Community Teamwork, Inc. in Greater Lowell helps nearly 50,000 individuals from 63 cities and towns in northeastern Massachusetts gain greater economic independence. One arm of the organization focuses on children and families through its early learning programs. As an organization focused on support and growth, the Components of Coaching that Community Teamwork utilizes builds collaborative partnerships and leads to positive outcomes for children.

Community Teamwork offers four center-based Head Start/Early Head Start early learning programs in Lowell and Dracut and the home-based Home Visiting Program for Early Head Start and Head Start where the focus of service delivery is in the home.

Caring for and educating these children are expert teachers. Working with the teachers are coaches who follow Community Teamworks’ original and unique Coaching Principal.

There are five components of the Early Learning Coaching Principal.  These components are derived from the most current research regarding effective coaching models.

  1.  Building Collaborative Partnerships
    • Shared understanding
    • Support
    • Communication
  2. Shared Goals and Action Planning
    • Assessing needs (using data and educator input)
    • Set goals for coaching
    • Create action plan to guide coaching
    • Review/update goals and action plan throughout coaching partnership
  3. Focused Observation
    • Gather and record information guided by current action plan goal
    • Gather data
    • Plan feedback about implementation of action plan
  4. Reflection and Feedback
    • Discuss and reflect on observation progress
    • Give and receive feedback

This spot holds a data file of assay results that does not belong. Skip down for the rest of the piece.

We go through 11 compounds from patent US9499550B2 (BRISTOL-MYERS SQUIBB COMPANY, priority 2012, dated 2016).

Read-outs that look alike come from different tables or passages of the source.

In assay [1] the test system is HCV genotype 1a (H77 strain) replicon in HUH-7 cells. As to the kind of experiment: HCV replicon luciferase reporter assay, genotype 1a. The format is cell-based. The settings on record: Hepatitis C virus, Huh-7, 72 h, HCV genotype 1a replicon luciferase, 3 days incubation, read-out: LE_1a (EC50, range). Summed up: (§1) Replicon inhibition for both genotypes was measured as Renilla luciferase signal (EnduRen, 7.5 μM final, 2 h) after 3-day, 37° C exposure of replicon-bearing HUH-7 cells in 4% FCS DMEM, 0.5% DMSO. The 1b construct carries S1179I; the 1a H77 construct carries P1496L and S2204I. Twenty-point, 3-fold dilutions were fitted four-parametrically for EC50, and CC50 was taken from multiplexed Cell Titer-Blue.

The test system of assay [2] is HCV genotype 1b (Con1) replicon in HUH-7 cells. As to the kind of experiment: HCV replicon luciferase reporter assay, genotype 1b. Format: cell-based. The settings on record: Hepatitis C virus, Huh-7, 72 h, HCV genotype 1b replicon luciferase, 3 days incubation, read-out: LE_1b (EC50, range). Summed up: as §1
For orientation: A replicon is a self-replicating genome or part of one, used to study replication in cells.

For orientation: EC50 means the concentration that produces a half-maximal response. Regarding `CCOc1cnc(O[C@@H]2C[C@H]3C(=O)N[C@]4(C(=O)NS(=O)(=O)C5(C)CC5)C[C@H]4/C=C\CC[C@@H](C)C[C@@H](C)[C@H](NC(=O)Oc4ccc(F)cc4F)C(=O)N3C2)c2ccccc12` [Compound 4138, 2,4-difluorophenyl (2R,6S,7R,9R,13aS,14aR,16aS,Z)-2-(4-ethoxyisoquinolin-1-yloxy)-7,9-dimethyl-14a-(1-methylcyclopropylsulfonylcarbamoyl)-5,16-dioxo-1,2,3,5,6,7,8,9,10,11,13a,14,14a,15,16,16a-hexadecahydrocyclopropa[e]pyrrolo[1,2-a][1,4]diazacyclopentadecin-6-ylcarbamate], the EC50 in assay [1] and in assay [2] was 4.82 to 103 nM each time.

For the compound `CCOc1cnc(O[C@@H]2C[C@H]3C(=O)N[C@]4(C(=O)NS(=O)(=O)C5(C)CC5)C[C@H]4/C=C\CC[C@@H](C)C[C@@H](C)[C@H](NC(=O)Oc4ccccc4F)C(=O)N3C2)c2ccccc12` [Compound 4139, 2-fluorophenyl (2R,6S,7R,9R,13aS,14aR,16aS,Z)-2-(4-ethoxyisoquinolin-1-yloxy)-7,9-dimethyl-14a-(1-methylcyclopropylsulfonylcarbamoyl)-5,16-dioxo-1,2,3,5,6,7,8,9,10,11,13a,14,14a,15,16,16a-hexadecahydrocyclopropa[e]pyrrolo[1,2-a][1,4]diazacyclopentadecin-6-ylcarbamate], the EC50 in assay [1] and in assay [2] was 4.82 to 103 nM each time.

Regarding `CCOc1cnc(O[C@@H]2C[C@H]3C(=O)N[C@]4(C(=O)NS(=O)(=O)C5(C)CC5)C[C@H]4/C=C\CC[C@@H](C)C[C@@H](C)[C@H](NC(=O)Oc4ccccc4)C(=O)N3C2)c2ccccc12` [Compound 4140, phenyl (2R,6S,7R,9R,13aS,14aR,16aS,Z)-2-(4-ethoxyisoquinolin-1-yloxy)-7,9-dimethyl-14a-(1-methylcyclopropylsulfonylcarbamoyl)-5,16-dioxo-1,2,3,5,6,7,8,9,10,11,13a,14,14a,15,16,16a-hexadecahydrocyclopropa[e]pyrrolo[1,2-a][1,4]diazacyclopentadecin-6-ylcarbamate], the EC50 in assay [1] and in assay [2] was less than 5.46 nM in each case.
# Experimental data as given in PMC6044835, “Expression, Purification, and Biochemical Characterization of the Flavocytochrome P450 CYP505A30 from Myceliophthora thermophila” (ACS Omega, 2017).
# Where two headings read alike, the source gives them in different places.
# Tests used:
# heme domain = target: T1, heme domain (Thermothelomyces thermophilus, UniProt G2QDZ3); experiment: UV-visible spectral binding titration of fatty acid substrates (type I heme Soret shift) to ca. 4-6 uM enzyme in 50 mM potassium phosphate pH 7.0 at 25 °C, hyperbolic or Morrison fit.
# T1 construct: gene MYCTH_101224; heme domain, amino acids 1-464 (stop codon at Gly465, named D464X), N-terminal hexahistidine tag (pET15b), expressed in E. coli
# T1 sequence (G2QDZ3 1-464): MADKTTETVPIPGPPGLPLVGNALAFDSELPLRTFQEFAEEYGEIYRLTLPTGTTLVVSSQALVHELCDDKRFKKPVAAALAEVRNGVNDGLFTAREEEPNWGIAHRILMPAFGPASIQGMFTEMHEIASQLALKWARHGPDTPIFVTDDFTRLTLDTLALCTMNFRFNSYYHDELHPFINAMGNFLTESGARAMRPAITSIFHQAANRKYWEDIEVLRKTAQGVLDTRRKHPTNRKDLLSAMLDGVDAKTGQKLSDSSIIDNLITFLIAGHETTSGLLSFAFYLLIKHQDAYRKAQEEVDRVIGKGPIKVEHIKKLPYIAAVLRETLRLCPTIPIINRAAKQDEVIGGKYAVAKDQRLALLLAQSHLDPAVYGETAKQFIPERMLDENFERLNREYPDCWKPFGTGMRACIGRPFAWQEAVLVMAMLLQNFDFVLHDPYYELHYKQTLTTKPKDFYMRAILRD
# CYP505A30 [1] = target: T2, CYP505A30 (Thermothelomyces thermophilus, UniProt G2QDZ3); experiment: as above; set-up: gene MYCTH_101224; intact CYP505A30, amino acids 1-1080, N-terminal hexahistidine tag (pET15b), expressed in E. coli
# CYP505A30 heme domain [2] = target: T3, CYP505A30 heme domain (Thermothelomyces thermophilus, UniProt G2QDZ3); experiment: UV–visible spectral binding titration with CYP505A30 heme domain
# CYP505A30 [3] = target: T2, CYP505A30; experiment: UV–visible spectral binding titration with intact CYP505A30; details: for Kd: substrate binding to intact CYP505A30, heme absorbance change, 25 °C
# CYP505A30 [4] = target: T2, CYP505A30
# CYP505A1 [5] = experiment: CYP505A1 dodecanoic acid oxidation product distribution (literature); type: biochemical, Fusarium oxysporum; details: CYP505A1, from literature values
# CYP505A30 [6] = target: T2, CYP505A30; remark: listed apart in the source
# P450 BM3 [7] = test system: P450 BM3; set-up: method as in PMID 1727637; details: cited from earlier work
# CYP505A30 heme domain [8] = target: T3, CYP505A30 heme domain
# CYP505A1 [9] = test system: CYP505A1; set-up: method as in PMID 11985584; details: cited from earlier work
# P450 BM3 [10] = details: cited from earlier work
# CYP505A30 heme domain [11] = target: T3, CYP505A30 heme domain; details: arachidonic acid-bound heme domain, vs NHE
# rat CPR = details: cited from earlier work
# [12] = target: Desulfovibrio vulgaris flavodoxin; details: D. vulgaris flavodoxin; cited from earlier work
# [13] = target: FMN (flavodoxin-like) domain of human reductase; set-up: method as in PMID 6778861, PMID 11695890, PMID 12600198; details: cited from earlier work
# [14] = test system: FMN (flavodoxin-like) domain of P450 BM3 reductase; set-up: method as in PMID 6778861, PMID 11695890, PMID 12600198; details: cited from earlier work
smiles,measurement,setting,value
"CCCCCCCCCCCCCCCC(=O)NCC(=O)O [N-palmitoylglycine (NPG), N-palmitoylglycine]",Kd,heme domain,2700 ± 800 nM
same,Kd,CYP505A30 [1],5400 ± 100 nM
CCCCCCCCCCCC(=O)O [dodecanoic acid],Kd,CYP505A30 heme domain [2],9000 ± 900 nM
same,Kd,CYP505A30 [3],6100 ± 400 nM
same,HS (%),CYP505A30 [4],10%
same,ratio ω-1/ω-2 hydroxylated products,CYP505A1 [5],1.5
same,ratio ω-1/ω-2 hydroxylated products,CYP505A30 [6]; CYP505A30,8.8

• Problem solve
    • Identify additional supports and resources
  5. Effective Teaching Practices
    • Ongoing implementation of the specific statements of actions and behaviors of educators that support child learning

Further, Community Teamwork has explicitly stated expectations of coaching and notes to coaches of what coaching is not.

Successful Coaching:

  • builds a collaborative partnership with educators to support their professional growth, by engaging in active learning and reflection.
  • will help educators use evidence based teaching practices with confidence and competence.
  • provides personalized support based on goals and identified needs of the educators being coached.
  • is neither evaluative nor judgmental and will not involve the supervision of coachees.
  • leads to positive outcomes for children.


The role of the Coach does not include:

  • Serving as Program Administration
  • Evaluating or Supervising Educators
  • Taking primary responsibility for the collection and preparation of student data
  • Serving as a substitute educator
  • Taking primary responsibility for the instruction of a specifically assigned group of children
  • Reporting back to educator’s supervisor, unless a violation has occurred


Community Teamwork’s system of Coaching supports the educators who are directly supporting children with the goal of impacting the lives of families through help them achieve their full potential and increase their ability to thrive and succeed in life.

For more information about the coaching model at Community Teamwork, contact Meghan Siembor, Deputy Division Director: Child & Family Services at


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